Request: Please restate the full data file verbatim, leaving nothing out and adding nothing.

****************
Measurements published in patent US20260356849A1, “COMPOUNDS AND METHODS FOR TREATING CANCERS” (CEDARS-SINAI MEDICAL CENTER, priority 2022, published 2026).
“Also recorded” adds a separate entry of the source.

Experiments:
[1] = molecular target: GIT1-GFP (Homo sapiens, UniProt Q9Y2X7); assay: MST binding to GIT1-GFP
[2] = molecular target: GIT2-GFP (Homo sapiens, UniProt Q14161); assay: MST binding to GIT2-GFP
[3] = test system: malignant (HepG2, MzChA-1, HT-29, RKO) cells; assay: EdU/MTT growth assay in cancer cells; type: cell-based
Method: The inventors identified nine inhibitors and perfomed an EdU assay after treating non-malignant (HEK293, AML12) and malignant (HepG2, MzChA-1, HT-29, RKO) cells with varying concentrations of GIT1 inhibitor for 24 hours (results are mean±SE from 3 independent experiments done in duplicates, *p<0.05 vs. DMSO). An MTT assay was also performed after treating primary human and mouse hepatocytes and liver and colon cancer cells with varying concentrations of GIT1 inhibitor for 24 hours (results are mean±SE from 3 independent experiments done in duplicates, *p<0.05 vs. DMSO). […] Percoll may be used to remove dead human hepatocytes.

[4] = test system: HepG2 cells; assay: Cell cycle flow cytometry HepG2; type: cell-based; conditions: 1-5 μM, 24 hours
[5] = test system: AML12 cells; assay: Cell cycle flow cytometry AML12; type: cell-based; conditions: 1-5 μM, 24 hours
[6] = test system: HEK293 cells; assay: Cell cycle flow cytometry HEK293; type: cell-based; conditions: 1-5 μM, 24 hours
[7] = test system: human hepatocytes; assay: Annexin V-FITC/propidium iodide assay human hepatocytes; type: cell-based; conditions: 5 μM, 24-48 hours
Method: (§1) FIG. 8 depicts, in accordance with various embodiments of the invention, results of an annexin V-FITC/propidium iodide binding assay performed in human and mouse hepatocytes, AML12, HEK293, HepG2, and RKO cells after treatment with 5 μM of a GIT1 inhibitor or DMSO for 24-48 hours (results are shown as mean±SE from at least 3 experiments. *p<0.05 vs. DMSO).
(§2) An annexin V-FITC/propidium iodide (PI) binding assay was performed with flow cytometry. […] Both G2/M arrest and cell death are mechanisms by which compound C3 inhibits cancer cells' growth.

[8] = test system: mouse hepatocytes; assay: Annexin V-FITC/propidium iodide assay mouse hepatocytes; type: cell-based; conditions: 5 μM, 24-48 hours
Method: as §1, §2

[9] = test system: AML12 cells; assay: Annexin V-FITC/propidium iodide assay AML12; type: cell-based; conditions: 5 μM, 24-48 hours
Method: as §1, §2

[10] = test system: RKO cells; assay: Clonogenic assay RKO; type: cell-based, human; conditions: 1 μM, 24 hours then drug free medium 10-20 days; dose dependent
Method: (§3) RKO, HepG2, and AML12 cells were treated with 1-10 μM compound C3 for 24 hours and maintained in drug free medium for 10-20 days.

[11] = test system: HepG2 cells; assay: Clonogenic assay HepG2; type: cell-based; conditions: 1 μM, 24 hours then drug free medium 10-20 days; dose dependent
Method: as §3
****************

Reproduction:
Measurements published in patent US20260356849A1, “COMPOUNDS AND METHODS FOR TREATING CANCERS” (CEDARS-SINAI MEDICAL CENTER, priority 2022, published 2026).
“Also recorded” adds a separate entry of the source.

Experiments:
[1] = molecular target: GIT1-GFP (Homo sapiens, UniProt Q9Y2X7); assay: MST binding to GIT1-GFP
[2] = molecular target: GIT2-GFP (Homo sapiens, UniProt Q14161); assay: MST binding to GIT2-GFP
[3] = test system: malignant (HepG2, MzChA-1, HT-29, RKO) cells; assay: EdU/MTT growth assay in cancer cells; type: cell-based
Method: The inventors identified nine inhibitors and perfomed an EdU assay after treating non-malignant (HEK293, AML12) and malignant (HepG2, MzChA-1, HT-29, RKO) cells with varying concentrations of GIT1 inhibitor for 24 hours (results are mean±SE from 3 independent experiments done in duplicates, *p<0.05 vs. DMSO). An MTT assay was also performed after treating primary human and mouse hepatocytes and liver and colon cancer cells with varying concentrations of GIT1 inhibitor for 24 hours (results are mean±SE from 3 independent experiments done in duplicates, *p<0.05 vs. DMSO). […] Percoll may be used to remove dead human hepatocytes.

[4] = test system: HepG2 cells; assay: Cell cycle flow cytometry HepG2; type: cell-based; conditions: 1-5 μM, 24 hours
[5] = test system: AML12 cells; assay: Cell cycle flow cytometry AML12; type: cell-based; conditions: 1-5 μM, 24 hours
[6] = test system: HEK293 cells; assay: Cell cycle flow cytometry HEK293; type: cell-based; conditions: 1-5 μM, 24 hours
[7] = test system: human hepatocytes; assay: Annexin V-FITC/propidium iodide assay human hepatocytes; type: cell-based; conditions: 5 μM, 24-48 hours
Method: (§1) FIG. 8 depicts, in accordance with various embodiments of the invention, results of an annexin V-FITC/propidium iodide binding assay performed in human and mouse hepatocytes, AML12, HEK293, HepG2, and RKO cells after treatment with 5 μM of a GIT1 inhibitor or DMSO for 24-48 hours (results are shown as mean±SE from at least 3 experiments. *p<0.05 vs. DMSO).
(§2) An annexin V-FITC/propidium iodide (PI) binding assay was performed with flow cytometry. […] Both G2/M arrest and cell death are mechanisms by which compound C3 inhibits cancer cells' growth.

[8] = test system: mouse hepatocytes; assay: Annexin V-FITC/propidium iodide assay mouse hepatocytes; type: cell-based; conditions: 5 μM, 24-48 hours
Method: as §1, §2

[9] = test system: AML12 cells; assay: Annexin V-FITC/propidium iodide assay AML12; type: cell-based; conditions: 5 μM, 24-48 hours
Method: as §1, §2

[10] = test system: RKO cells; assay: Clonogenic assay RKO; type: cell-based, human; conditions: 1 μM, 24 hours then drug free medium 10-20 days; dose dependent
Method: (§3) RKO, HepG2, and AML12 cells were treated with 1-10 μM compound C3 for 24 hours and maintained in drug free medium for 10-20 days.

[11] = test system: HepG2 cells; assay: Clonogenic assay HepG2; type: cell-based; conditions: 1 μM, 24 hours then drug free medium 10-20 days; dose dependent
Method: as §3